Emperor Sushun

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Emperor of Japan
Reign 9 September 587 – 12 December 592
Predecessor Yōmei
Successor Suiko
Born 520/521
Died 592 (aged 70–72)
Burial Kurahashi no oka no e no misasagi (Nara)
House Yamato
Father Emperor Kinmei
Mother Soga no Oane hime

Emperor Sushun (崇峻天皇, Sushun-tennō, died 592) was the 32nd emperor of Japan,[1] according to the traditional order of succession.[2]

Sushun's reign spanned the years from 587 through 592.[3]

Traditional narrative[edit]

Before his ascension to the Chrysanthemum Throne, his personal name (his imina)[4] was Hatsusebe-shinnō, also known as Hatsusebe no Waka-sazaki.[5]

His name at birth was Hatsusebe no Miko (長谷部皇子). He was the twelfth son of Emperor Kinmei. His mother was Oane-no-kimi (小姉君), a daughter of Soga no Iname,[6] who was the chief, or Ō-omi, of the Soga clan.

He succeeded his half-brother, Emperor Yōmei in 587, and lived in the Kurahashi Palace (Kurahashi no Miya) in Yamato.[7]

  • 587: In the 2nd year of Yōmei-tennō 's reign (用明天皇2年), the emperor died, and despite a dispute over who should follow him as sovereign, the succession (senso) was received by another son of Emperor Kinmei, one of Yōmei's younger brothers. Shortly thereafter, Emperor Sushun is said to have acceded to the throne (sokui).[8]

Sushun's contemporary title would not have been Tennō, as most historians believe this title was not introduced until the reigns of Emperor Tenmu and Empress Jitō[citation needed]. Rather, it was presumably Sumeramikoto (皇尊) or Amenoshita Shiroshimesu Ōkimi (治天下大王), meaning "the great king who rules all under heaven". Alternatively, Sushun might have been referred to as (ヤマト大王/大君) or the "Great King of Yamato".

He came to the throne with the support of the Soga clan and Empress Suiko, his half sister and the widow of Emperor Bidatsu. Initially, the Mononobe clan, a rival clan of the Sogas, allied with Prince Anahobe, another son of Kimmei, and attempted to have him installed as emperor. At the Battle of Shigisan, Soga no Umako, who succeeded his father as Ōomi of the Soga clan, eventually killed Mononobe no Moriya, the head of the Mononobe clan, which led to its decline. Umako then installed Emperor Sushun on the throne.

As time went on, Sushun eventually became resentful of Umako's power, and wanted him deposed. It is said that one day, he saw a wild boar and proclaimed, "I want to kill Soga Umako like this wild boar." This angered Soga no Umako and, perhaps out of fear of being struck first, Umako had Sushun assassinated by Yamato no Aya no Ataikoma (東漢直駒) in 592.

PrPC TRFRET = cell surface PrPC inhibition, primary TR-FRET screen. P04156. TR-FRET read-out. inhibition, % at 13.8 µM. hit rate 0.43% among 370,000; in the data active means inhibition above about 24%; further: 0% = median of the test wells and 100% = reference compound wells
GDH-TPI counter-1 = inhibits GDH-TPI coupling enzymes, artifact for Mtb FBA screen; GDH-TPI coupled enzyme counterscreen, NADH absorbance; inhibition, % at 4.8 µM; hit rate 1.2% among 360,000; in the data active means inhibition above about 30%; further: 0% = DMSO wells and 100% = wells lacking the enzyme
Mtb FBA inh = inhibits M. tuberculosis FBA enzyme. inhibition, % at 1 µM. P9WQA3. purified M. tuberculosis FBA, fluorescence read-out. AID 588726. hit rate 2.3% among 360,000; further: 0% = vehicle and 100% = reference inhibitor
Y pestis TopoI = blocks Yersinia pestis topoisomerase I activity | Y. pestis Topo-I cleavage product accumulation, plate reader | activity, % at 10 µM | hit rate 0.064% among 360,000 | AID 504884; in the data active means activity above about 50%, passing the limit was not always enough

Emperor Sushun's reign lasted for five years before his death at the age of 72.[6]

The actual site of Sushun's grave is known.[1] This emperor is traditionally venerated at a memorial Shinto shrine (misasagi) at Nara.

The Imperial Household Agency designates this location as Yōmei's mausoleum. It is formally named Kurahashi no oka no e no misasagi.[9]


Sushun had one Empress and two Imperial children.[10]



See also[edit]


  1. ^ a b Imperial Household Agency (Kunaichō): 崇峻天皇 (32)
  2. ^ Ponsonby-Fane, Richard. (1959). The Imperial House of Japan, p. 47.
  3. ^ Titsingh, Isaac. (1834). Annales des empereurs du Japon, pp. 38–39; Brown, Delmer et al. (1979). Gukanshō, p. 263; Varley, H. Paul. (1980). Jinnō Shōtōki, p. 126.
  4. ^ Brown, pp. 264; n.b., Up until the time of Emperor Jomei, the personal names of the emperors (their imina) were very long and people did not generally use them. The number of characters in each name diminished after Jomei's reign.
  5. ^ Aston, William. (2005). Nihongi, p. 112.
  6. ^ a b Varley, p. 126.
  7. ^ Brown, p. 263; Varley, p. 126.
  8. ^ Titsingh, p. 38; Brown, 263; Varley, p. 44; n.b., A distinct act of senso is unrecognized prior to Emperor Tenji; and all sovereigns except Jitō, Yōzei, Go-Toba, and Fushimi have senso and sokui in the same year until the reign of Emperor Go-Murakami.
  9. ^ Ponsonby-Fane, p. 420.
  10. ^ Brown, p. 263.
  11. ^ Jochi Daigaku. (1989). Monumenta Nipponica, Vol. 44, p. 455 – Snippet view.
  12. ^ Kawamata municipal website: 絹製品
  13. ^ "Genealogy". Reichsarchiv. Retrieved 25 January 2018.  (in Japanese)


Regnal titles
Preceded by
Emperor Yōmei
Emperor of Japan:

Succeeded by
Empress Suiko